The Department of Higher Education, Science and Technology has outlined its preliminary plans to save the 2020 academic year, while still balancing the safety of students.
Government placed all post-school education institutions on early recess from 15 March after President Cyril Ramaphosa declared the coronavirus pandemic a national disaster.
Presenting to parliament on Thursday (14 May) the department indicated that the academic year was highly dependent on the trajectory of the coronavirus pandemic, with plans to end the year anywhere between January and April 2021.
To accommodate this, from 1 June all institutions to be offering forms of remote multi-modal flexible teaching and learning, supported by approved resourced plans.
It added that it plans to allow a number of students back in a phased approach based on the level of the lockdown:
- Level 4 – Strictly controlled phased-in return of final-year undergraduate students in programmes requiring clinical training, beginning with MBChB (medical) students from 11 May 2020;
- Level 3 and Level 2 – Further phasing in of groups of students (undergraduate and postgraduate) based on national criteria to ensure controlled return, social distancing and other protocols to support student and staff health and safety. The final decision for return of students in these categories will only take place once the National Command Council have taken into account all necessary health and other considerations;
- Level 1 – Full return of all groups of students with social distancing and health protocols still in place. This includes 27 weeks of contact teaching planned to ensure effective completion of the academic year and a fair chance of success for all students.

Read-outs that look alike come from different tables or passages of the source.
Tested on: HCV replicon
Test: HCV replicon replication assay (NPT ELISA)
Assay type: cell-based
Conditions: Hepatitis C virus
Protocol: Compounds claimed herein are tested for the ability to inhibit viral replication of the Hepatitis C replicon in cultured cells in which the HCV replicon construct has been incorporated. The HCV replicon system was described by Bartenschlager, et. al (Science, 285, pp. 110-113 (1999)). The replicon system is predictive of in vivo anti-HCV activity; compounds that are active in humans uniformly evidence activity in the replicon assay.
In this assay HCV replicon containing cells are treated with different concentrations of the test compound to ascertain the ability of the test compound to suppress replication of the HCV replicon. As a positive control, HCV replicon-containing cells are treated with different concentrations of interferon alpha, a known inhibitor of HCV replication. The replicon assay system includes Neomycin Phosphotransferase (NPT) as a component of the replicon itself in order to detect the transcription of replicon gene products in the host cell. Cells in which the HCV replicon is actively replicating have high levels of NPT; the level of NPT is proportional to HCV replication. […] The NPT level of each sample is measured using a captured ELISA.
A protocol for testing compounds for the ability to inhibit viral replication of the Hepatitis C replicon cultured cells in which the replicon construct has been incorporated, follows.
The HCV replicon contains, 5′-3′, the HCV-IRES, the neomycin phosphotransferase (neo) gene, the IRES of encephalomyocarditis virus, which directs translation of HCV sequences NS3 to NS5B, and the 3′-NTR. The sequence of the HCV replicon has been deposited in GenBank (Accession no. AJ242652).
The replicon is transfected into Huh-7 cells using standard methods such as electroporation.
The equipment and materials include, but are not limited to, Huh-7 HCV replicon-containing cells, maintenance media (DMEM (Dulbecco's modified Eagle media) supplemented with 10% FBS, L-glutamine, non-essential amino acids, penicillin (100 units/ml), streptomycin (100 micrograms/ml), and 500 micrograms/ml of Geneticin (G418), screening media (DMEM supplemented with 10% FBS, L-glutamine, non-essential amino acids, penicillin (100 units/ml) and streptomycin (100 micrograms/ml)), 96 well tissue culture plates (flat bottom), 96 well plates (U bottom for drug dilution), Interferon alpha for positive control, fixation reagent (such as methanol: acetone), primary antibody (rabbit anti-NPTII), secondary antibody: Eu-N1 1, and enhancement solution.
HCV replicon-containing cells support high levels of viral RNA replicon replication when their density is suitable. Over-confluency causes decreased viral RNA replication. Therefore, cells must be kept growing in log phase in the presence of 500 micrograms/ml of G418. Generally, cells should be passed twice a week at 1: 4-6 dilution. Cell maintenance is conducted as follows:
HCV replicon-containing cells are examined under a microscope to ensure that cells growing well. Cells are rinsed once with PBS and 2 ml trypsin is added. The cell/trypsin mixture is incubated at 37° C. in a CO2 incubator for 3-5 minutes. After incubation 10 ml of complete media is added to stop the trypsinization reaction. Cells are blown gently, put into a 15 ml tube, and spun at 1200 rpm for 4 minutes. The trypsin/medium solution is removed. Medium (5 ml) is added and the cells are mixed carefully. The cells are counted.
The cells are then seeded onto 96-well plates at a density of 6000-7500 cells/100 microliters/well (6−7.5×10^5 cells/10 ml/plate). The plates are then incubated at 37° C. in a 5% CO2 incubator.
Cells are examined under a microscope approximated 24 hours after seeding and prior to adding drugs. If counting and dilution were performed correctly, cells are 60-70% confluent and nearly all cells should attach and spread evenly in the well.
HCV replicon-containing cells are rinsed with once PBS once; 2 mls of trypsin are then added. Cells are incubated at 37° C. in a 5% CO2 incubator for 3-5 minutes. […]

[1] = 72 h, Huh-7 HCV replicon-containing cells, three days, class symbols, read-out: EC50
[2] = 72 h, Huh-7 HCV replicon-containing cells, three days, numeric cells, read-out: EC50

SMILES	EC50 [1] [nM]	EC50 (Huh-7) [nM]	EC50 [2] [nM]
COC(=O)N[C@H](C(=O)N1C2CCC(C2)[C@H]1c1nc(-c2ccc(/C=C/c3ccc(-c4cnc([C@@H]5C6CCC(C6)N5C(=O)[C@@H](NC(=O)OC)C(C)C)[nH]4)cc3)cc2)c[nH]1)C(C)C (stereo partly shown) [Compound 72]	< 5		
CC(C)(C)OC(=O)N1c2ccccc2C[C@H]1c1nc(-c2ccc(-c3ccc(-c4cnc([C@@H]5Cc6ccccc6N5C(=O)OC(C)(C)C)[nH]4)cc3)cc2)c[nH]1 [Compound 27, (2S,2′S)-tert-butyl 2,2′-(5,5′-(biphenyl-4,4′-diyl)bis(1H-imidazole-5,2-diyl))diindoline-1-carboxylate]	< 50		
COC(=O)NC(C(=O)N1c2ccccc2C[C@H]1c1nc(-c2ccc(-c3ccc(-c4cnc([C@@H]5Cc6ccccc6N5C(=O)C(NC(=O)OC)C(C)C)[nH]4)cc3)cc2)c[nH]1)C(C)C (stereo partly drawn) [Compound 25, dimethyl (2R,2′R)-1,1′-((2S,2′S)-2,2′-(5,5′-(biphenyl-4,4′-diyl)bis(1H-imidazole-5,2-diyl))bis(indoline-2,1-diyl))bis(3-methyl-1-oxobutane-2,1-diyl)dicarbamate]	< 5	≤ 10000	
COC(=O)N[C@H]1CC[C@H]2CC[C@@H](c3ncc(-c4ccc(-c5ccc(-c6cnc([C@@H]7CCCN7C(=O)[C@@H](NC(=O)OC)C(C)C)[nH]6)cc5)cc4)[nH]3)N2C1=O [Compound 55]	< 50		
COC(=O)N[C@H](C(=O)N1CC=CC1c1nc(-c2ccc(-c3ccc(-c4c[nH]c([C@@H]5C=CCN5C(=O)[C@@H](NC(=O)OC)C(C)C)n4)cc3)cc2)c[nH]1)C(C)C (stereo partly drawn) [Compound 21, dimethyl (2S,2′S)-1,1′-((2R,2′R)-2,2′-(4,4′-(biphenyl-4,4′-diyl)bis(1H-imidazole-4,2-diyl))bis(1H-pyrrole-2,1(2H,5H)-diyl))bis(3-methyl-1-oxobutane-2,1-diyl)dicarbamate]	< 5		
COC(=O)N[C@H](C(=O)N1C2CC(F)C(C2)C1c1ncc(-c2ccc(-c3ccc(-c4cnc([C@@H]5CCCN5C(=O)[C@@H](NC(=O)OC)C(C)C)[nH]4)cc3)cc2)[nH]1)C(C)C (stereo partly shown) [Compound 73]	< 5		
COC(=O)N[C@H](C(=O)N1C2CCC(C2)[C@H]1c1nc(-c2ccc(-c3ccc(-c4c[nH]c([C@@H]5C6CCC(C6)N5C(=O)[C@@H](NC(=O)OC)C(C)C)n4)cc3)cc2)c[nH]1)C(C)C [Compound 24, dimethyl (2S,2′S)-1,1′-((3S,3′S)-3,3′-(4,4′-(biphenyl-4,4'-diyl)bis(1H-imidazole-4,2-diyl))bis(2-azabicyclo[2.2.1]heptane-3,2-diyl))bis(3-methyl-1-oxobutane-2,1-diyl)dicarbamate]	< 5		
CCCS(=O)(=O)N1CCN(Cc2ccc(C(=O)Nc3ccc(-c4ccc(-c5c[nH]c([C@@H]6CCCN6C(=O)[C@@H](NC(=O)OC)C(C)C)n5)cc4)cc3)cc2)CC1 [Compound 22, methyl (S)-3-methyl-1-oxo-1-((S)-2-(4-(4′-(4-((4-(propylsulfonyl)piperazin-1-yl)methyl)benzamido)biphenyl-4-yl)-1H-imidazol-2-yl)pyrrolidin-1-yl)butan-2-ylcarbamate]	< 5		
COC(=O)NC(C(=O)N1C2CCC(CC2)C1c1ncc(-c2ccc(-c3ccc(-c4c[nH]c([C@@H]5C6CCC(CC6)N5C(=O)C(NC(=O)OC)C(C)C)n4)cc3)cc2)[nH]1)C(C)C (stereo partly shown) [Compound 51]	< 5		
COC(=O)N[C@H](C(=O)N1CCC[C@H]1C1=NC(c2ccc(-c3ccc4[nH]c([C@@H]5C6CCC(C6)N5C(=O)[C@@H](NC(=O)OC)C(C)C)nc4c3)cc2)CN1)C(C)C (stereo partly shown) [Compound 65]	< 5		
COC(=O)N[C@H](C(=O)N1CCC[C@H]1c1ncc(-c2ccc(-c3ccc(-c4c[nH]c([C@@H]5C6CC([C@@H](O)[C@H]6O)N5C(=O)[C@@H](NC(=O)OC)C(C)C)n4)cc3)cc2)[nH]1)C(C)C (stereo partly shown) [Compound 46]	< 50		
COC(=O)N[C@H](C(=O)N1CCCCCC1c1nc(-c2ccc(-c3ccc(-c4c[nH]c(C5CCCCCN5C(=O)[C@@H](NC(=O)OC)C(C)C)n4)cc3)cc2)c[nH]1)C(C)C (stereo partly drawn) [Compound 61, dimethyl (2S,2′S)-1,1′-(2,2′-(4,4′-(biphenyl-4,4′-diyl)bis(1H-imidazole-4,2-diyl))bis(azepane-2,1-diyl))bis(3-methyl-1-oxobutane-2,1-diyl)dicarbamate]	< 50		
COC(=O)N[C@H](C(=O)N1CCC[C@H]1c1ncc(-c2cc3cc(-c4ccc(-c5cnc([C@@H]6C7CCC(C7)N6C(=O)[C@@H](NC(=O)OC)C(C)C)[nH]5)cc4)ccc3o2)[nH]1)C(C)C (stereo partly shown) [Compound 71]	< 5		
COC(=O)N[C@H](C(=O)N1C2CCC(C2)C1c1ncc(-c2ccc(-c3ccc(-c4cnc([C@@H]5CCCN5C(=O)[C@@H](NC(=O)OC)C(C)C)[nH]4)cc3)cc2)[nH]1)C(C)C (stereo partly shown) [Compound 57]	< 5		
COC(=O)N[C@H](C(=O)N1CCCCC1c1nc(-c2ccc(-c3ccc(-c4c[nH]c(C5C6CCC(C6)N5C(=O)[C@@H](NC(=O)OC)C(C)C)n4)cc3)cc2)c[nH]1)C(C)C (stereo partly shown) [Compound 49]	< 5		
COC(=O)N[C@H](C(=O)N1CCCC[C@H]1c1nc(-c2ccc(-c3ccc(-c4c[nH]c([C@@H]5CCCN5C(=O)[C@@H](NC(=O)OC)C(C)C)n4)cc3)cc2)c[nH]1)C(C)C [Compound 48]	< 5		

The department noted that a similar approach will be followed for TVET colleges and other higher education institutions, with no student allowed to return under level 4 restrictions (before the start of June).
The department presentation comes after minister Blade Nzimande issued a new directive which will enable some medical students to return to university to complete their studies.
The directive, which was published on Wednesday (13 May), permits the recommencement of the academic year for final year medical students at South African public universities with effect from 11 May 2020.
It also allows for the once-off travel of final year medical students studying at public higher education institutions to travel from their homes to the university campus where they are registered for study during the period 8 -31 May 2020
Wits University said that the directive will require a limited opening of the Wits Junction Residence Complex and the Faculty of Health Sciences building, as well as the clinical training platform in various hospitals.
“The University has prepared for the return of 314 medical students in their final year of the MBBCh and GEMP programmes. 91 students from this group will be housed in the Wits Junction on a self-catering basis.
“An additional 142 medical students on the Mandela Castro programme will also be returning to continue their clinical training in hospitals. These students will be housed, as usual, in the Witwaters Building and at various hospitals.”
The university said that it has also introduced a number of health and safety measures to protect staff and students.